Sign In Forgot Password


Don't blink. You'll miss the recitation of Korbanot.

The speed with which we all typically slice through this forlorn section, sandwiched between the morning brachot and the first kaddish, is eminently explicable if somewhat regrettable.  Explicable in that we're just no longer so into korbanot as a means of worship. It's been a millennium or two since we last did them, and prayer has really taken its place as the worship medium with which we struggle :) . Nonetheless, the description of the tamid offering in particular (ArtScroll p. 32) is a fixed part of our siddur, and it's worth understanding why it is there, and even why it's worth slowing down a little for it.

The essential source here is a Talmudic Aggadah in which Avraham seeks Divine assurances concerning the security of the nation that will issue from him. When God assures Avraham that there is nothing to fear, for even if the nation were to sin they would secure forgiveness through the offerings in the Temple, Avraham nonetheless presses further. "Master of the Universe!", Avraham says, "This holds good while the Temple remains standing, but when the Temple will no longer be, what will become of them?"  To this God replies, "I have already provided for them in the [text of the] Torah, the order of sacrifices. Whenever they read it I will deem it as if they had offered them before me and I will grant them pardon for all their iniquities." And so, the korban tamid is in our siddur.

Now for our purposes, it's vitally important to understand the nuance in God's response to Avraham.  God is not saying that when there is no Temple, our words will be regarded as the equivalent of offerings (to wit, there is no requirement that only a Kohen do the reciting), rather that they will be accepted as an alternative to offerings, possessing the same power to atone. The Aggadah is here inspired by the words of the prophet Hoshea who was addressing the Israelites of the Biblical northern kingdom, people who were physically prevented from worshiping in Jerusalem and who needed an alternative to sacrificial worship.  "Take words with you and return to the LORD," says Hoshea. "Say to Him: "Forgive all guilt and accept what is good; Instead of bulls, we will give the offering of our lips." Hoshea is providing the precedent that informs the Aggadah, the precedent of using the alternative of speech when korbanot are not available.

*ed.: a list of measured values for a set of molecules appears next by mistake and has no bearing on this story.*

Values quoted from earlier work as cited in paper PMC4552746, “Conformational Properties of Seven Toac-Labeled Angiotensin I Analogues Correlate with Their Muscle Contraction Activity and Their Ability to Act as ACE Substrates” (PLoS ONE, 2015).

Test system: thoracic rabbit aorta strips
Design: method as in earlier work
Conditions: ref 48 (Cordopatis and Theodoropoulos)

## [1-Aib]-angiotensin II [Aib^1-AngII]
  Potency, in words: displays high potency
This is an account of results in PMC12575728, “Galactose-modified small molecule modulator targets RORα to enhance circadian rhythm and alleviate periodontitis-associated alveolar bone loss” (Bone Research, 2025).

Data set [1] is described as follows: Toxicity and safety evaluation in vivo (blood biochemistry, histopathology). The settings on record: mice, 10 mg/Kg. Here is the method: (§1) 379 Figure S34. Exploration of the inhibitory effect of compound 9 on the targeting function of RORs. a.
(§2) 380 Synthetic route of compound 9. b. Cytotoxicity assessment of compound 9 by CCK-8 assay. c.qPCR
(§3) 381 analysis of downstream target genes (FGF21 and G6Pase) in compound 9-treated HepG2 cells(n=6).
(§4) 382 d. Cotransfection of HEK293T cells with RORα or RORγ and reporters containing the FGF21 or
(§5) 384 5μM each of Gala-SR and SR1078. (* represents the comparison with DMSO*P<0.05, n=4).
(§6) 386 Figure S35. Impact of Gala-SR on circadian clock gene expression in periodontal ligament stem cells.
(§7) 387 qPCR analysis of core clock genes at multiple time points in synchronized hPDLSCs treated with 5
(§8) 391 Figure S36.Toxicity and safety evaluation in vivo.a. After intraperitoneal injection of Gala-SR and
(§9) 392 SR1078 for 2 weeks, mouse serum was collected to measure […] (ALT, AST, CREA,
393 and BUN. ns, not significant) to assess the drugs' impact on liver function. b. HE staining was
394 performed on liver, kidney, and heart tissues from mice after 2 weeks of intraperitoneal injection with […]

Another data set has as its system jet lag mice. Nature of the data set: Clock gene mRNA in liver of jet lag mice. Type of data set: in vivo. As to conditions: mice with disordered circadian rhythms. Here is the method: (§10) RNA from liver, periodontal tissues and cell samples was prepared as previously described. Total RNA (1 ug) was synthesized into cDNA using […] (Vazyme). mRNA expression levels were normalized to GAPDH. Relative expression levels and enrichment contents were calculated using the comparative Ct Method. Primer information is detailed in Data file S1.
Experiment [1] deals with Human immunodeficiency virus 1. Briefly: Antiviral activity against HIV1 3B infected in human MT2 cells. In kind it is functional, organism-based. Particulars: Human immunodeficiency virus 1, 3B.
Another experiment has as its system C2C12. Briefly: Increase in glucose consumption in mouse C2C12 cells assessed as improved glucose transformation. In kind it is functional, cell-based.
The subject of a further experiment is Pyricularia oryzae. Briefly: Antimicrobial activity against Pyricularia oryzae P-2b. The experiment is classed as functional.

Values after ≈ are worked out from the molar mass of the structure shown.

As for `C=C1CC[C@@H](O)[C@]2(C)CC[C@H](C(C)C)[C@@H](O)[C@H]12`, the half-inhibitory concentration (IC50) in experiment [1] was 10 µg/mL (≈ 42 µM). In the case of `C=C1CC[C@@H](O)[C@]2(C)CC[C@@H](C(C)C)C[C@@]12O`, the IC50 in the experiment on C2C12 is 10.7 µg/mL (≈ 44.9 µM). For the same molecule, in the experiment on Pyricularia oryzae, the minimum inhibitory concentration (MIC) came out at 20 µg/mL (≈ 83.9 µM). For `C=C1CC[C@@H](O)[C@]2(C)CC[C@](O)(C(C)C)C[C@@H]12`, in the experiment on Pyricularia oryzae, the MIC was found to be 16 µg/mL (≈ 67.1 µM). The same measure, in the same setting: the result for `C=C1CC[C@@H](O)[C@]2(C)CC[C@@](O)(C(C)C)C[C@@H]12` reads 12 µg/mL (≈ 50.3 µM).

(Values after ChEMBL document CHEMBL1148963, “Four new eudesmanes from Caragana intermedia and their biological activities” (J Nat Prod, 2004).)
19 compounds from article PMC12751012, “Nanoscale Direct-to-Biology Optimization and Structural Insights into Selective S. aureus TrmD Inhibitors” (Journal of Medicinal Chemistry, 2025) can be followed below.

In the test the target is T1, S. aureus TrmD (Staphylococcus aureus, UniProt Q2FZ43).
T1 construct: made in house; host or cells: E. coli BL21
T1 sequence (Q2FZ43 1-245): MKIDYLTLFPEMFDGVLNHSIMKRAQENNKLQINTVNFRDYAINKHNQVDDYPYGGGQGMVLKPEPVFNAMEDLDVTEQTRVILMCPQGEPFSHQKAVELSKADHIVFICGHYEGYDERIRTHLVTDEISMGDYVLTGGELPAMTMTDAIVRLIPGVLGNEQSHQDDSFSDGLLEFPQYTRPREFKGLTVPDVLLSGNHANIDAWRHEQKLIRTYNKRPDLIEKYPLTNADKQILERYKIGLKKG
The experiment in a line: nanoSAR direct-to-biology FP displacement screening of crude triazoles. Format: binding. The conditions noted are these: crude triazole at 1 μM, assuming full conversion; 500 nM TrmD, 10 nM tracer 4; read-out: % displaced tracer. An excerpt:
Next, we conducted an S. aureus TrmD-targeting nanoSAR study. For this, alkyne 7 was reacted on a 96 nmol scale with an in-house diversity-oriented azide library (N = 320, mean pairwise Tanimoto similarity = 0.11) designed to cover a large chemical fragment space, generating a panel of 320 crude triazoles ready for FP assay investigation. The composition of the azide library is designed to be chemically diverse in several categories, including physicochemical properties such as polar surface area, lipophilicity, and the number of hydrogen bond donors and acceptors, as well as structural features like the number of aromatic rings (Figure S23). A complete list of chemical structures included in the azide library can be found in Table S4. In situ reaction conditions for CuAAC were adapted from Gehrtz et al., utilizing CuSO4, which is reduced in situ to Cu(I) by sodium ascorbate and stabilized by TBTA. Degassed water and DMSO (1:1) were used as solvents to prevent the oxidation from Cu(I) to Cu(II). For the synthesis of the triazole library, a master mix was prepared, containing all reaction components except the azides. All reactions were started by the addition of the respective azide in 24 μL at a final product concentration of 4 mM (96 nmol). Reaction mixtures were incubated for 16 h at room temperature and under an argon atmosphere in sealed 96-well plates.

And so what we are actually doing when we recite the korban tamid text in the morning, is lifting up the alternative worship instrument called "speech", and declaring both our faith in its efficacy, and our intention to use it for the balance of the day. We are throwing in our lot with Hoshea, and embracing the power of speech as a means of worship.

The power of speech as a means of worship. As a means of unburdening our conscience, of baring our soul. As a means of committing to do better. Of articulating the nature and depth of our need. It can indeed be very powerful, and Hoshea's bold assertion can absolutely be justified. But we have to take a moment to recognize that this is the tool we're using, and to declare our determination to use it well. This is the moment that God told Avraham would always preserve us. The moment, in the words of the Aggadah, is "when we read it". When we speak it.

--Rav Yosef

Mon, July 13 2020 21 Tammuz 5780